GLOSSARY OF WINETASTING TERMS.
[A] acetic - acid(ity) -
aftertaste - age(d) -
alcohol - angular -
appley - aroma -
ascescence - astringent -
attack - attractive -
[B] backbone - backward -
balance - berrylike -
big - bitter - body -
botrytis - bouquet -
brawny - breathe/breathing -
briary - brilliant -
brix - browning -
[C] candylike - cedar(wood)
- charming - chewy -
cigarbox - citrusy -
closed-in - cloudy -
cloying - complex -
corked - creamy -
[D] decanting - delicate -
depth - dessert wine -
dirty - dry - dumb
[E] earthy - easy -
elegant - essence -
ethyl acetate -
[F] fat - filtered -
fined - finish - firm
- flat - fleshy -
flint(y) - floral - forward -
foxy - fresh - fruity
- full-bodied - funky
[G] gamey/gamelike - glycerin/glycerol
- grapefruity - grapey -
grassy - green
[H] hard - harsh - hazy
- hearty - herbaceous
- hollow - hot
[L] leafy - lean - lees
- legs - lemony - length - light - lingering - lively -
[M] maderized - malolactic
fermentation - matchstick - meager - meaty -
mouth-filling - musty
[N] nose - nouveau -
[O] oaky - oily - open-up - overipe -
[P] peppery - perfumed -
plump - ponderous -
powerful - pruney -
[R] racking - raisiny -
refined - residual sugar -
rich - rim - ripe -
robust - rotten egg -
rough - round - rustic
[S] salty - sharp - simple - smoky - soft -
sour - spicy - spritzy - stale -
stoney/stonelike - structure -
sturdy - stylish -
supple - sweet
[T] tanky - tannin - tarry/tarlike - tart - taste - tears -
terroir - thin (bodied) -
tight - toasty -
[U] underipe - unfiltered -
[V] vanilla - vanillin -
varietal character - vegetal -
vinous - vitis labrusca
- vitis vinifera - volatile
[W] warm - watery - weighty - well-balanced -
- ACETIC (see also ASCESCENCE).
- All wines contain acetic acid - (ie: vinegar). Normally the amount is
insignificant and may even enhance flavor. At a little less than 0.10%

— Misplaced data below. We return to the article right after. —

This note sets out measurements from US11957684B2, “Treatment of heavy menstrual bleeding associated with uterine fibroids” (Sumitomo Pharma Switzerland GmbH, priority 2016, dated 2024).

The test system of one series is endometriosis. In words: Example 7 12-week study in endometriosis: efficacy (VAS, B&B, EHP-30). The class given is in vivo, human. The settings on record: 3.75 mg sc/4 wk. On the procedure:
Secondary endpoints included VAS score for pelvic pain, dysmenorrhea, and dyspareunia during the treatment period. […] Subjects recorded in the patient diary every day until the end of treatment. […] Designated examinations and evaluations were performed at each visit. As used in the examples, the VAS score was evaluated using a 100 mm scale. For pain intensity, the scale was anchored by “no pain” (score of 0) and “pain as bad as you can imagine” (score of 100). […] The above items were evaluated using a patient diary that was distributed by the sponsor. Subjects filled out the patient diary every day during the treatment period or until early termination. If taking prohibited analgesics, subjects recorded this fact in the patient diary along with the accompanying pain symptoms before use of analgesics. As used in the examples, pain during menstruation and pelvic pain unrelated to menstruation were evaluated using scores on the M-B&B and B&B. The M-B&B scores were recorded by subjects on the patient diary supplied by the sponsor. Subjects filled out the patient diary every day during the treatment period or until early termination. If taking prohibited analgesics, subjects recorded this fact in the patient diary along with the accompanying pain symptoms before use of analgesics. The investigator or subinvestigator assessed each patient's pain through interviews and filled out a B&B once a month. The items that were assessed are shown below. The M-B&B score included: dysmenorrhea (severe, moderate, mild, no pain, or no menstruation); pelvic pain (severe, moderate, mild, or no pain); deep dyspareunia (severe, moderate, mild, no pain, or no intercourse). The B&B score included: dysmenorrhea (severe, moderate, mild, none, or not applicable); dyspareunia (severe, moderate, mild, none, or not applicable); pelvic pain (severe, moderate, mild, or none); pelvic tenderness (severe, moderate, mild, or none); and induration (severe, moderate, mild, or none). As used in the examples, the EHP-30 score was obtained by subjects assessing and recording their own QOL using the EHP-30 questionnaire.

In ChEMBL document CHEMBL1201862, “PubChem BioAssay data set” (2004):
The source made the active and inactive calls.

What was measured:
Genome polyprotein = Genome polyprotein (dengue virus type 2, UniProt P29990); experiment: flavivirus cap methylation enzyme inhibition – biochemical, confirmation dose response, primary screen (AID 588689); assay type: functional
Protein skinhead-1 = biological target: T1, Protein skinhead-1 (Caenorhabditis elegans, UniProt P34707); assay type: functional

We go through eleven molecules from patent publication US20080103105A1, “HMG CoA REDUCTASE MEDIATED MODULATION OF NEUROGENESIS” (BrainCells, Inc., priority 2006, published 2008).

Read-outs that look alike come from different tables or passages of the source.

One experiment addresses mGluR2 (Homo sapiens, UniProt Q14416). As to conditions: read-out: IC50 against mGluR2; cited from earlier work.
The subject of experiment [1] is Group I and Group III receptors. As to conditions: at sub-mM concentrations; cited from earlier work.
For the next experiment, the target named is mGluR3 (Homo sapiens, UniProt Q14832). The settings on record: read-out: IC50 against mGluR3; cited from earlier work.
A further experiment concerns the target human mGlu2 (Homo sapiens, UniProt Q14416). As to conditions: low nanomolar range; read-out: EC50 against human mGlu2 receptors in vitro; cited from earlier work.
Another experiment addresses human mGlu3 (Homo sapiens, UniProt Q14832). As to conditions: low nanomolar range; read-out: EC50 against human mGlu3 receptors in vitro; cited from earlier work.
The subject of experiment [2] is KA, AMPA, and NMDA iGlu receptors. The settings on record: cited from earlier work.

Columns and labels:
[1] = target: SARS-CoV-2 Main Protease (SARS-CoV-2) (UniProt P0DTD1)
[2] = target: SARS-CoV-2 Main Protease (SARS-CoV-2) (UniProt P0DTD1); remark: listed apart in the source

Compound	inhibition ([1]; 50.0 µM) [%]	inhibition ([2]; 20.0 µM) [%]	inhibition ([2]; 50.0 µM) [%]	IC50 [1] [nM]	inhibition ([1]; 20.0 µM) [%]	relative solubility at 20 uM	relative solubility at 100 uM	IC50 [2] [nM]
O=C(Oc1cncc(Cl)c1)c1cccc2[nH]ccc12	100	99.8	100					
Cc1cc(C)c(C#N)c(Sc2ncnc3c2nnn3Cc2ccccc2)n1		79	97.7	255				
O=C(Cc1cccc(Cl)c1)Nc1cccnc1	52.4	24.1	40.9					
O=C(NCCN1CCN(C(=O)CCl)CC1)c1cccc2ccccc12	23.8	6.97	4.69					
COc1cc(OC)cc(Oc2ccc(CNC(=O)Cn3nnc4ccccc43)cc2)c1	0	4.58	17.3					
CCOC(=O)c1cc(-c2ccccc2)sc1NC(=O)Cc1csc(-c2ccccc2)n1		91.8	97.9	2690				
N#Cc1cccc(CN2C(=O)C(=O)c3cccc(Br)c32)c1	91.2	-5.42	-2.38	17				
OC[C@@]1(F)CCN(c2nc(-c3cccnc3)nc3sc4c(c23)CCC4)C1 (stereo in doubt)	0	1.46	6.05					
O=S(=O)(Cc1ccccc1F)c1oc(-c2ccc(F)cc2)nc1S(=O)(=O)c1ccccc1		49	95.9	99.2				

content, the flavor becomes noticable and the wine is termed acetic.
Above 0.10% content is considered a strong fault. A related substance,
ethyl acetate, contributes the smell associated
with acetic acid content.
- Acid ... term used to describe a tart or sour taste in the mouth when
total acidity of the wine is high.
Acidity ... term used on labels to express the total acid content of
the wine. The acids referred to are citric, lactic, malic and tartaric.
Desirable acid content on dry wines falls between 0.6% and 0.75% of the
wines volume. For sweet wines it should not be less than 0.70% of the
- AFTERTASTE (see also FINISH,
LENGTH) - a.k.a Farewell, Fairwell.
- Term used to describe the taste left in the mouth after swallowing the
wine. Both character and length of the aftertaste are part of the total
evaluation. May be harsh, hot,
soft and lingering, short, smooth, tannic, or nonexistent.
- AGE/AGED (see also MADERIZED,
- White wines tend to turn from a greenish hue in young wines to a yellowish
caste/tone to a gold/amber color as they age. Reds usually possess a
purple tone when young, turning to a deep red - (Bordeaux wines) - or a
brick red color - (Burgundy wines) - detectable at the surface edge in a
wineglass as they age. Rose's should be pink with no tinge of yellow or
Cellar aged red wines at their peak will show a deep golden-orange color
as it thins at the surface edge. If the wine color has deepened into a
distinctly brown-orange tint at the edge it usually indicates a wine past
its peak and declining.
- ALCOHOL (see also LEGS, TEARS).
- This constituent of wine is a natural by-product of fermentation. It
is one of the main pillars of perceived flavor, the others being
"Acid", "residual Sugar"
(and/or "Glycerin") and "Tannin".
The presence of these
components define a wine that has "good balance".
For tablewines the wine
label must, by law, state the alcohol content of the wine within the
bottle, usually expressed as a percentage of the volume.
Table wines do not usually exceed 14% alcohol content - (11% to 12.5% is
generally considered the optimum amount) - although a few, such as the
"jaune vin" of the Jura region of France are fermented in a special manner
to attain consistently higher levels in the 14.5 to 15.5% range. Sweet dessert wines fall in the
same range. Fortified wines - (eg: Sherry, Port
etc) - range from 17% to 21% alcohol content.